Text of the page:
Common Startup Mistakes Every Entrepreneur Should Avoid
After spending what seems like an immeasurable amount of time brainstorming, a light-bulb suddenly goes off in your head. You’ve finally unlocked that one idea that could revolutionize your industry, shoot your name into fame, or make you rich. Then you find yourself thinking that it’s an idea that’s too good not to monetize, too great to fail.
And it’s easy to rush into launching a startup to bring your idea to the world when you’re constantly scrolling through the media hype of the latest unicorns on the block and exciting IPOs. But the sad truth is, in the startup ecosystem, more companies fail than succeed. In fact, a study by CB Insights found that 70% of upstart tech companies end in failure, and this figure climbs to 97% for consumer hardware startups.
At first glance, the startup space may seem like a promise land where most roads can lead to incredible success. But it’s that same excessive optimism that causes most entrepreneurs to overlook some of the deadliest mistakes for startups when entering the business world.
Here are a some of the most common mistakes you should avoid if you want your startup to be a success story.
Not doing enough market research
The same study by CB Insights found that among the top 20 reasons startups fail is the lack of product-market fit in their offering. Ask yourself, is your product or service a solution looking for a problem potential customers may be having? And if you did indeed find a solution to the problem, is the problem significant enough for customers to need your startup’s help? Without conducting market research and gathering information, you may find yourself offering the market what you think it needs, instead of listening to what it has to say on that matter. The data collected from this specific research will help you widen your knowledge base and get better insight on what you’re getting into on the long term.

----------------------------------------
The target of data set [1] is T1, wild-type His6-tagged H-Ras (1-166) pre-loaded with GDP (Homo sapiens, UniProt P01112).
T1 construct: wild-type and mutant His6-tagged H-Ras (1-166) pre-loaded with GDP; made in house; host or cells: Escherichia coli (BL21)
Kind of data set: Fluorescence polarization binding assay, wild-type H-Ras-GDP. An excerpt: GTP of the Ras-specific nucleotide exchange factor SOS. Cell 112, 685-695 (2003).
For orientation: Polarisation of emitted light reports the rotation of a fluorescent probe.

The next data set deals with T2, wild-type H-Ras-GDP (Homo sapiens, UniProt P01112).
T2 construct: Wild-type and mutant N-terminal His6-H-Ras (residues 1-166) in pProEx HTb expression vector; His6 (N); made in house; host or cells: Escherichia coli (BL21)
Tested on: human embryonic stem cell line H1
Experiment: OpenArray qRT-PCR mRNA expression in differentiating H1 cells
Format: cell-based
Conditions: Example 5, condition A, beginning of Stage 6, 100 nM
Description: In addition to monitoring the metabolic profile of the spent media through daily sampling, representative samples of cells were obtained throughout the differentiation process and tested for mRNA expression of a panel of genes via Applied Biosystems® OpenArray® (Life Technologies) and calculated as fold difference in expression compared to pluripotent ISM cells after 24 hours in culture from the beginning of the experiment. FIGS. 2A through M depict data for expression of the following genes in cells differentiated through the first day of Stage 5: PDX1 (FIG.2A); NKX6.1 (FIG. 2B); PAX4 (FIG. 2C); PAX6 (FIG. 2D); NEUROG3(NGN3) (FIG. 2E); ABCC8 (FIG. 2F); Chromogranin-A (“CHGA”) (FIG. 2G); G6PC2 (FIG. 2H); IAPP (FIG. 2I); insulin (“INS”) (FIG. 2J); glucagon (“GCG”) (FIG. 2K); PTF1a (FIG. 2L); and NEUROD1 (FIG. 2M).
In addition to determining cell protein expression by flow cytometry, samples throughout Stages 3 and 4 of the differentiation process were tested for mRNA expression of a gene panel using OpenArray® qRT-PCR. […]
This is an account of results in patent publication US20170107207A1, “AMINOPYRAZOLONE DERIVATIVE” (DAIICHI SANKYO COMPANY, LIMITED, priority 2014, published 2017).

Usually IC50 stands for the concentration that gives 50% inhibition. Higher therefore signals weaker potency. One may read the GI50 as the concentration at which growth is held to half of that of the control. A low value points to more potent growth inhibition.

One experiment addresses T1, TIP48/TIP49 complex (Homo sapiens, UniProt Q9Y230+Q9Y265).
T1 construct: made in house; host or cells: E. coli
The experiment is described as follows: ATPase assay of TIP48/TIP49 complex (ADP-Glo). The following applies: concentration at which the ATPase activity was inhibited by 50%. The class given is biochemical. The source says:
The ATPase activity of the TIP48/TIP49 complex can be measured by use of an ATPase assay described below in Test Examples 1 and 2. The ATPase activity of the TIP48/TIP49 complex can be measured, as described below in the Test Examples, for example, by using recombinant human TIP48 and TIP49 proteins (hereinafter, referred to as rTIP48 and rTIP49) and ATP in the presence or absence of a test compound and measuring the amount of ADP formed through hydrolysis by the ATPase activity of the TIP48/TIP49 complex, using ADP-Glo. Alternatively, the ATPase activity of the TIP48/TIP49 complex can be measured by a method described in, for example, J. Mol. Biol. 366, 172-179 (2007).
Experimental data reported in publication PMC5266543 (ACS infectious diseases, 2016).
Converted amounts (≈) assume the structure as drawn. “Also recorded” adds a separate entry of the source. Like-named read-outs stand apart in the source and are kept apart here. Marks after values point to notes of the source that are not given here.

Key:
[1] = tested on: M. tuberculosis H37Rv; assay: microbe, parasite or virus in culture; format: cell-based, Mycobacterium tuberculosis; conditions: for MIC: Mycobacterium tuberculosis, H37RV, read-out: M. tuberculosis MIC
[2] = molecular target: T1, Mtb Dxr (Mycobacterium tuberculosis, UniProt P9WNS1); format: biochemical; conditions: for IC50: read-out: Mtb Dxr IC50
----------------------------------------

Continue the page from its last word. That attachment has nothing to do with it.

Ignoring customers and competition
When entrepreneurs are too invested in an idea they tend to ignore customers, but also competition, choosing to focus on the technical aspects of their growth. However, conducting an exploratory research on customers and competition should be the cornerstone of a startups operations. Before launching a product or service, it’s vital to receive customers’ feedback on your product, and learning about their past behaviors and current needs to adapt your offering accordingly. It’s even more important to dig deep into your competition, because where there isn’t much competition, there’s no problem to solve. The result would be you carving out a niche that’s far too small to grow a business in.
Setting sail without a compass
From having the right people on board, a specific mission and vision, to a viable business model, you need to set the destination before you start your journey. Entrepreneurs are often so overwhelmed with excitement, that they dive in head first without a clear plan on how to make their new business grow.
But without a solid and scalable business model, and efforts to diversify channels, investors may be hesitant to back your company, and you would find yourself unable to capitalize on any initial traction you may have gained.
Adopting a full-DIY approach
Entrepreneurs are usually so driven by their desire to see their business succeed, that they will want to take on every aspect of running a business all by themselves. And this could easily lead to getting sidetracked from their main goal, or even worse, causing significant damage along the way. Because the engineers and technicians behind the idea often lack domain-specific business knowledge and skills, they fail to let their vision reach its full business potential. Surrounding yourself with trustworthy advisors could allow you to discuss your business ideas, strategies, challenges, and progress. What’s more is that asking for expert feedback early on would help you determine whether your idea has potential for success and if there is room for product development. It can also help detect any inconsistencies between your business model, your resources, and your goals.